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Boeing Struggling To Shift Sentiment As 787 Dreamliner Productions Slow

Analyst Team trader
Updated 23 Apr 2024

After a 2024 that has delivered not much but turbulence for Boeing shareholders, the wait for positive news that could help shift the tide of sentiment goes on.

In a recent disclosure, Boeing Co. has projected a slower ramp-up in the production and delivery of its 787 widebody jets, a setback attributed to the ongoing shortages from suppliers. Boeing's 787 Dreamliner, an aircraft celebrated for its fuel efficiency and technological advancements, has been a cornerstone in the company's widebody market offering.

Scott Stocker, the 787 vice president and general manager, reportedly conveyed the unwelcome news in a memo to the employees at Boeing's South Carolina facility. Stocker highlighted that the difficulties arising from procuring certain parts have compelled the organisation to adjust its production expectations. Despite these headwinds, Boeing remains committed to gradually enhancing production rates to satisfy the robust demand for widebody aircraft.

In the eyes of regulatory bodies, Boeing stands under close scrutiny amid these supply chain hurdles. The Federal Aviation Administration (FAA) is particularly attentive to the aerospace giant's challenges in securing the needed components essential for keeping up with the previously projected pace of Dreamliner production.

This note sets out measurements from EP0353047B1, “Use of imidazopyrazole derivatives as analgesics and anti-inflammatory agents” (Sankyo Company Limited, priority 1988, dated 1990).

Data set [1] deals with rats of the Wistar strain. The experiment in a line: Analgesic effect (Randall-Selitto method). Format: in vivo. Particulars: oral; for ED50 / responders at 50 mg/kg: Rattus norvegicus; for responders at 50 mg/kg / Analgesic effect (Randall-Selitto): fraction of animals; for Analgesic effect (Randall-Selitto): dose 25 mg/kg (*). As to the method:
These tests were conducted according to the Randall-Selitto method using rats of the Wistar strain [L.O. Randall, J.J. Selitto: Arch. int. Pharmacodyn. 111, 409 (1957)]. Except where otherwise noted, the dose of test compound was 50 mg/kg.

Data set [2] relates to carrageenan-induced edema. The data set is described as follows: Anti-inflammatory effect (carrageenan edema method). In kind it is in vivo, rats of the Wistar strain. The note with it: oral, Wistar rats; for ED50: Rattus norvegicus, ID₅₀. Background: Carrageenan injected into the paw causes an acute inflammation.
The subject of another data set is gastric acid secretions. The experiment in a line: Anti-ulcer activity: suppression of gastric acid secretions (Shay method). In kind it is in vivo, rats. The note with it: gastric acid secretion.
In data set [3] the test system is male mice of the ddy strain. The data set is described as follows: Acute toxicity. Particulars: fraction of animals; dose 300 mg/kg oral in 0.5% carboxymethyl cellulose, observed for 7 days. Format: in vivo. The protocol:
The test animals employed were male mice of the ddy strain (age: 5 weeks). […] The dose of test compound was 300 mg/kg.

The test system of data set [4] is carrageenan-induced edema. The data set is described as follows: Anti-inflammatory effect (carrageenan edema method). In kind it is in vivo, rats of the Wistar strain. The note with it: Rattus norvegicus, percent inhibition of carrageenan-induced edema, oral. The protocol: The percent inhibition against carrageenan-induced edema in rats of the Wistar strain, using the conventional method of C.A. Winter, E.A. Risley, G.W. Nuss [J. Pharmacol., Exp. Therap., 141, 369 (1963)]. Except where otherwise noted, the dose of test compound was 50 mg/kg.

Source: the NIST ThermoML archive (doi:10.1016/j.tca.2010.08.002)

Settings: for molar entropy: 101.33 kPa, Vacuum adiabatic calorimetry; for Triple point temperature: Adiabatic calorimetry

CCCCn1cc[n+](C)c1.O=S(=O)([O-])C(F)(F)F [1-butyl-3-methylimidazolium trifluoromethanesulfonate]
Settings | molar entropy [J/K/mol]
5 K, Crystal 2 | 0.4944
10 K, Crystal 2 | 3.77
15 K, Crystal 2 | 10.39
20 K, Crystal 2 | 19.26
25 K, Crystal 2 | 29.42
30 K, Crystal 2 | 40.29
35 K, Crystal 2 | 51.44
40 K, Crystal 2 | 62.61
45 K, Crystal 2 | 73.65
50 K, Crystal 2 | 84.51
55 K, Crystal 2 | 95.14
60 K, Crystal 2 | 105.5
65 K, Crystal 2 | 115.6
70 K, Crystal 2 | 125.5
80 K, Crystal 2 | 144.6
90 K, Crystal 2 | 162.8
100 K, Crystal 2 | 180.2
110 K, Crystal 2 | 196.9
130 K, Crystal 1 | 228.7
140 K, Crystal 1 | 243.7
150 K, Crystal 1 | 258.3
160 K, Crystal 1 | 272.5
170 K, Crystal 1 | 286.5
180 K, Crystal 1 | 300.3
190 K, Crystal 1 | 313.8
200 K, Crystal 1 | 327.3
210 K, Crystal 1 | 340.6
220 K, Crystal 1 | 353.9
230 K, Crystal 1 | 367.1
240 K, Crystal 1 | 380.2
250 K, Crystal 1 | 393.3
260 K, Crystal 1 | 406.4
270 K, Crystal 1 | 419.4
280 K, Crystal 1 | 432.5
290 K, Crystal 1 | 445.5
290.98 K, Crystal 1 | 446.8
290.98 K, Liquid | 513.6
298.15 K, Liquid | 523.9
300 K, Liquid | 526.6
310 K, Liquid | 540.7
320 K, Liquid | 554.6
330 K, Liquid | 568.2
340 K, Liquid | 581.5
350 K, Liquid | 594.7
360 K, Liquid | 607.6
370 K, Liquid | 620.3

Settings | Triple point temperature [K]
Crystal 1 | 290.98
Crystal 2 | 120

Boeing's operational challenges are not confined to the 787 program alone. The company has been embroiled in concern over the manufacturing processes of its 777 and 787 widebody jets, following allegations by Boeing engineer Sam Salehpour regarding the safety of the 787 Dreamliner.

Moreover, the production of Boeing’s 737 MAX in its Washington state facility is undergoing significant turbulence, due not only to supplier shortages but also increased regulatory inspections and delays in assembly line progression. Observers note that the 737 MAX, another critical product line for Boeing, has had a complicated history marred by two fatal crashes and a prolonged grounding that drew widespread attention to Boeing's safety culture and regulatory compliance.

Boeing's handling of these crises is further complicated by whistleblower complaints. In the past three years alone, the company has faced 32 such instances, with issues ranging from safety concerns to internal investigations into alleged retaliations against those who have come forth.

As the market looks forward to Boeing's first-quarter earnings report, stakeholders and analysts alike anticipate insights on whether the company can surmount the current challenges and potentially outshine the recent scandals that have tainted its reputation.

Amid this unfolding scenario, Boeing's stock has taken a fall in 2024, losing almost 1/3rd of its value. A little resilience was shown as NYSE:BA ended at $170.48 on Monday, marking a slight uptick of 0.39% from the previous close.

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The AskTraders Analyst Team features experts in technical and fundamental analysis, as well as traders specializing in stocks, forex, and cryptocurrency.